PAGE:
MV Dirona


Up the West Coast of Vancouver Island:

Hecate to Nuchatlitz Inlet, Nootka Sound

Day 11: Nuchatlitz Inlet, Nootka Sound
Our next stop was Zeballos, for fuel and a tour through town.  Like Tahsis, its situated at the end of an inlet with steep mountains all around.  Its industry was once mining, but is now logging with a heavy dose of fishing, both commercial and recreational, as well as ecotourism. 
After fueling, we watched a fish boat unload its catch.  It was quite an efficient operation, with several people working ashore to kill the fish and pack them on ice as they came down the chute.  A big refrigerated truck later rumbled through town to pick it up.
We liked Zeballos a lot.  It felt very alive and habited by people who cared about their town.  This is the meticulously maintained town hall.  Its false front is typical of the buildings in town.
A real highlight was the system of trails throughout the community.  Even if you don't care much for nature walks, you can't help but be impressed by the trails themselves -- they were clearly constructed by someone who cared and knew what they were doing.  The first we found was the Little Zeballos Trail.  The trail is gravel in parts, with sturdy cedar bridges and raised walkways throughout.  After about 10 minutes of easy walking through vibrant rainforest, the trail opened onto a grassy clearing across from the public dock.  Here, two of the town's signature tables, emblazoned with the Zeballos logo, made a perfect picnic spot.  The trail supposedly goes farther, with a total length of 5K. 
We also visited the Zeballos museum.  It is small, but packed with pictures and mementos from the town's past.  It was quite impressive.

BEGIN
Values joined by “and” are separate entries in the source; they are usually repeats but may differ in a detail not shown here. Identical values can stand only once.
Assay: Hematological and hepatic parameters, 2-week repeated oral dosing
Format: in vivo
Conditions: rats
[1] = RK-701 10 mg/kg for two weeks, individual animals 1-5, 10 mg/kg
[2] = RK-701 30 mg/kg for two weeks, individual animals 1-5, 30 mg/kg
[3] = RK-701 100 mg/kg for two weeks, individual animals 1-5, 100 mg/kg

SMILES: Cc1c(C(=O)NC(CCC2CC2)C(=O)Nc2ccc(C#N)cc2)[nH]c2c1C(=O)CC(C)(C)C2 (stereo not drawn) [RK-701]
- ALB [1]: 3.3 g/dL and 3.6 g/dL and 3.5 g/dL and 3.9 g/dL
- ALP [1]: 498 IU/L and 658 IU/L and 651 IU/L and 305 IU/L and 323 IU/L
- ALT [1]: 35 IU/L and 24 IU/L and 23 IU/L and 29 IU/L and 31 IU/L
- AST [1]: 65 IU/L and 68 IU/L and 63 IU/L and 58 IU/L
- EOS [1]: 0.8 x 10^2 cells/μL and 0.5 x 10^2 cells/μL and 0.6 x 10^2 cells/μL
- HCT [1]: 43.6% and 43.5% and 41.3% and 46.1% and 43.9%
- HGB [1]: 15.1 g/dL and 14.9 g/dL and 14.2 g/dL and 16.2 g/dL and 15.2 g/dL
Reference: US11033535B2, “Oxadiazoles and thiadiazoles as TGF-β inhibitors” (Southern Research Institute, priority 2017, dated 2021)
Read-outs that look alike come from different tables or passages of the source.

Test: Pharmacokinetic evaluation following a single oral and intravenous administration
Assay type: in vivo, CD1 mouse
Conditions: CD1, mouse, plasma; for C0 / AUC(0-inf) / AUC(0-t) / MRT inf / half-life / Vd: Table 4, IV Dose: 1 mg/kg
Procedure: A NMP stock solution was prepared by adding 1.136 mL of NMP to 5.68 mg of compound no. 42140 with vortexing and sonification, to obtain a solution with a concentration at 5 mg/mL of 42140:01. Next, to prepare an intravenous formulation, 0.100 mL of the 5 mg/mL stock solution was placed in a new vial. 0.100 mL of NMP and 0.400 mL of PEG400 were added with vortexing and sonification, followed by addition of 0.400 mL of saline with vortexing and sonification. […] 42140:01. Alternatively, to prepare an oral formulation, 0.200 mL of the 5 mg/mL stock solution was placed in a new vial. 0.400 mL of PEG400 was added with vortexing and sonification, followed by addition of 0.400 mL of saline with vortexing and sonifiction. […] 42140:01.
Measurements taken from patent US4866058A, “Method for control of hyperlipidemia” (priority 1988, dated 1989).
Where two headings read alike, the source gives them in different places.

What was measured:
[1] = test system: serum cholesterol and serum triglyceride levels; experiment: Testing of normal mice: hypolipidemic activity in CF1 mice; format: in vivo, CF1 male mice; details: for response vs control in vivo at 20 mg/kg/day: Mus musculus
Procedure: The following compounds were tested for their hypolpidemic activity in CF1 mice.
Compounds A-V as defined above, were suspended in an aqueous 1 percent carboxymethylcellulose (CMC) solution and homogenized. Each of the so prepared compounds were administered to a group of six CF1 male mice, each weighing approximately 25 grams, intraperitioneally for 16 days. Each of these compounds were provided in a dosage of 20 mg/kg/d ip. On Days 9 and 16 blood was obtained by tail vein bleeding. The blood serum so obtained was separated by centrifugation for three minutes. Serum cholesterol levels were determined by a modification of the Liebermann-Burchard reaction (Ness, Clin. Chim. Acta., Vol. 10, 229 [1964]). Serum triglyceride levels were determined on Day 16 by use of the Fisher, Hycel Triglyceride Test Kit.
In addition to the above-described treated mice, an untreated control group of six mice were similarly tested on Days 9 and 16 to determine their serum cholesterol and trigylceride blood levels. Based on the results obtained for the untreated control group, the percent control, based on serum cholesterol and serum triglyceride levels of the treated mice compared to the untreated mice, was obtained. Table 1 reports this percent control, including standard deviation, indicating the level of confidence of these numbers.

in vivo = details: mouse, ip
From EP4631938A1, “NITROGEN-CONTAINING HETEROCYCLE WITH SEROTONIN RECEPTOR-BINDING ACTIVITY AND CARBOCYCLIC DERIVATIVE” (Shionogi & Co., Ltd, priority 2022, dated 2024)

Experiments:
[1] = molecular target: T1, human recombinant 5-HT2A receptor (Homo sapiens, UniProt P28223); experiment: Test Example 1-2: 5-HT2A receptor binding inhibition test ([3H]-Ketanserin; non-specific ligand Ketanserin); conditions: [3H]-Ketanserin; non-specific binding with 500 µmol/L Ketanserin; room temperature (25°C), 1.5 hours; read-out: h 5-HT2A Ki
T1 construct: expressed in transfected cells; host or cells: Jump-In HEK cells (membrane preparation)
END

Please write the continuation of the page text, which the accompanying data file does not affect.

We left Zeballos and turned west down Esperanza Inlet.  En route we saw a rather unusual kayak.  We've seen two-person kayaks before, but never a two-person, one-dog kayak.
At the mouth of Esperanza Inlet, we worked our way through the tricky entrance to Nuchatlitz.  There was once a major Native village here, but like so many earlier settlements, both Native and European, it is now abandoned.  I had read the book The Flying Flynns, about a Seattle vet and his wife who moved to Nootka Island several decades ago.  The village is featured prominently in the book and its sequel, and I had wanted to see what was left.  It is sad to see these places in ruins.
With its sandy beach, protected waters, and stunning view out across reefs to the Pacific, Nuchatlitz is a popular camping place for kayakers.
Leaving Nuchatlitz, we came around into Nutchatlitz Inlet to look for an anchorage for the night.  It was really rough going in the afternoon swells and we took a bit of a pounding.  The route from the village is also littered with reefs and submerged rocks, making the trip that much more exciting. The inlet was full of sea otters, who studied us with great curiosity. We went all the way into the Inner Basin. Because it is blocked by tidal rapids, and already pretty far out of the way to start with, we were utterly alone.
The basin is quite large, and we spent an hour or so touring by dinghy after dinner.  Parts of it have been heavily logged, but none were visible from our anchorage.  Looking towards the entrance, we enjoyed another vibrant sunset.




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Copyright 2012 Jennifer and James Hamilton